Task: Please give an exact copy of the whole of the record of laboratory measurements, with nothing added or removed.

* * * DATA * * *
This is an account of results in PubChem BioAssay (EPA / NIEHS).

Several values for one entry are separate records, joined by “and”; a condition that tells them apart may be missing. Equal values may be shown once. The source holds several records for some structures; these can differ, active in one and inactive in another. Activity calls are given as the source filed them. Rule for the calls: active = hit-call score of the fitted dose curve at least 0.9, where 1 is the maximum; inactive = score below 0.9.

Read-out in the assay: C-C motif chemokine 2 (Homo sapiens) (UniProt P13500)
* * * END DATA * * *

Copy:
This is an account of results in PubChem BioAssay (EPA / NIEHS).

Several values for one entry are separate records, joined by “and”; a condition that tells them apart may be missing. Equal values may be shown once. The source holds several records for some structures; these can differ, active in one and inactive in another. Activity calls are given as the source filed them. Rule for the calls: active = hit-call score of the fitted dose curve at least 0.9, where 1 is the maximum; inactive = score below 0.9.

Read-out in the assay: C-C motif chemokine 2 (Homo sapiens) (UniProt P13500)